Author Archives: Sue Miller

New Year’s Resolution – Support the UN treaty on the prohibition of nuclear weapons

Liberal Democrats should have the chance, at Spring Conference 2021, to vote to uphold the international rule of law and take a stand with the many countries who have signed and ratified the UN Treaty on the prohibition of nuclear weapons. We should adopt a policy of support for the Treaty.

We have a choice to continue to align with the Conservatives and Labour, who will not support the Treaty, or to recognise that 21st century security depends on international cooperation and the rule of international law. We should recognise that resources and political energy should be spent on fighting climate change and inequality – not on modernising weapons of mass destruction. We should spend resources instead on conventional forces that can play an important role in peace keeping.

Posted in Op-eds | Tagged | 24 Comments

Baroness Sue Miller writes: Lib Dem Conference should debate UN nuclear treaty

This week the Federal Conference Committee will decide whether to allow Conference to debate the UK joining the UN multilateral nuclear disarmament Treaty.

Lib Dems, like the other main parties, have been unwilling to be seen as unilateralist but since the Trident debate a most important new initiative from the UN has changed the nuclear weapons landscape.

The Treaty on the Prohibition of Nuclear Weapons, supported at the UN General Assembly by 122 countries, will place nuclear weapons in the same category as other WMDs -illegal under International  law.  Also,  importantly, it provides a framework and a pathway to their eventual total elimination. If we are to live up to our statement that we support multilateral disarmament, internationalism and a long term view we must debate and, I believe, support it.

The Treaty grew out of three Conferences on the Humanitarian Consequences of Nuclear War. As the scientists, medics and civil society examined various scenarios it became starkly clear that now, with more powerful weapons, more countries possessing them and a modernisation programme planned in several countries the scenario was even bleaker than at the height of the Cold War. Even a limited regional nuclear exchange would have environmental consequences for agriculture that would lead to the risk of billions starving. They also found that no medical response could be adequate. As the International Red Cross said as the UN debated the Treaty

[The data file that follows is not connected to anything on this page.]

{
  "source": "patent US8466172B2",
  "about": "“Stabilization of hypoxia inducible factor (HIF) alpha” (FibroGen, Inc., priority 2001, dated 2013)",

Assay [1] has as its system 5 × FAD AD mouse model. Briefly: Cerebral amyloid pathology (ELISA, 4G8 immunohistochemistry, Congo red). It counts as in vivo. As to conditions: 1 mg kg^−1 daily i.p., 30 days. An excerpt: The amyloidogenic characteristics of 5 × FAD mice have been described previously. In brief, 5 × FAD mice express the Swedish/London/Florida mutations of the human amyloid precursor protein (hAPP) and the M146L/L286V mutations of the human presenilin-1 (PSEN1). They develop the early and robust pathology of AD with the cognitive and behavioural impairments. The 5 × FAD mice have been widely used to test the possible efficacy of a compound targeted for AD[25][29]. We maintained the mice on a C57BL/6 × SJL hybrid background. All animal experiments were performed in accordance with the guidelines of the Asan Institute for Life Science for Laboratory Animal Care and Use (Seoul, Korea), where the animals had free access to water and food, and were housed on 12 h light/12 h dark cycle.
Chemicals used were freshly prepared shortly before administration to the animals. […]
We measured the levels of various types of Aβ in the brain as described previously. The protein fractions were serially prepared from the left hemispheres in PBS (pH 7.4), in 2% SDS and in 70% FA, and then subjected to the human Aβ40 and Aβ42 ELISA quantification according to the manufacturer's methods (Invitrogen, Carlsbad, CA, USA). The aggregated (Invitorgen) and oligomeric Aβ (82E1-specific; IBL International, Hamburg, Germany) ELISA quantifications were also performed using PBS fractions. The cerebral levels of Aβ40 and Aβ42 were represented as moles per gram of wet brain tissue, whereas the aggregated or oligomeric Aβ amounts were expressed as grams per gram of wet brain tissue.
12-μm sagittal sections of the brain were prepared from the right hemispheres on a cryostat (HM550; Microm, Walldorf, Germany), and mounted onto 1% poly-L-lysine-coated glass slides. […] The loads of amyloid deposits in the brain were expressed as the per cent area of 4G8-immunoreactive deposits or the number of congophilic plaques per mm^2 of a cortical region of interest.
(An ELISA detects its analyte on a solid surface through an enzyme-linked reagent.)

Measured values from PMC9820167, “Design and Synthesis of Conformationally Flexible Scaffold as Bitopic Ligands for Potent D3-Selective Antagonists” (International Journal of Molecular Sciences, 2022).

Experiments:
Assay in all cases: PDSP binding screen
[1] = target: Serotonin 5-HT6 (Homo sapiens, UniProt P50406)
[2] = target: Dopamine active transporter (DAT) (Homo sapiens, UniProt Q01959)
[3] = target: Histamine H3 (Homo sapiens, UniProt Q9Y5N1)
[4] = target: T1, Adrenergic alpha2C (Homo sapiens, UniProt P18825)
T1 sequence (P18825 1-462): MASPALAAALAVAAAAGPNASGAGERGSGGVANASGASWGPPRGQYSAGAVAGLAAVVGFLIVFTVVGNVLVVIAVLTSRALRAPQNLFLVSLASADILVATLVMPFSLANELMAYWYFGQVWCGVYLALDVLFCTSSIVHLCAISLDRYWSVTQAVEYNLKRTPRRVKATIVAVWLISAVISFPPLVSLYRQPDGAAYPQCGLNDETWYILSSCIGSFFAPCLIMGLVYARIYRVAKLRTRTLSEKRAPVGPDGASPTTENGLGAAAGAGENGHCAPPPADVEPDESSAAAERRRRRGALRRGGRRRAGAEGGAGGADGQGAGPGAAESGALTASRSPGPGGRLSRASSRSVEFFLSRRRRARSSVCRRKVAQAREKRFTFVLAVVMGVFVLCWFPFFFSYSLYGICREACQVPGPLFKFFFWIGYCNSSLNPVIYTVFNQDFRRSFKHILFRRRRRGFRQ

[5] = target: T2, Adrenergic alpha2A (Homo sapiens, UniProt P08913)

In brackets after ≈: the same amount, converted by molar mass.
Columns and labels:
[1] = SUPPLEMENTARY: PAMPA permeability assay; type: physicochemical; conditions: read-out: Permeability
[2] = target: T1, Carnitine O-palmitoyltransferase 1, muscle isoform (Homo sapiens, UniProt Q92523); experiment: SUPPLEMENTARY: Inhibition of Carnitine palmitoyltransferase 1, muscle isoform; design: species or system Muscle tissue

The treaty alone will not make nuclear weapons disappear overnight. But it delegitimises their role in the world today and provides a strong disincentive for their proliferation. The treaty signals to all that any development, modernising, testing, threat or plan to use nuclear weapons by anyone is completely unacceptable.

The timescale is important and practical. Nuclear states will not relinquish their weapons overnight. In the current febrile atmosphere of Russian/Chinese /US relations there are likely to be decades of work to do the create the necessary trust, verification and de escalation. 

Posted in News | Tagged | 26 Comments
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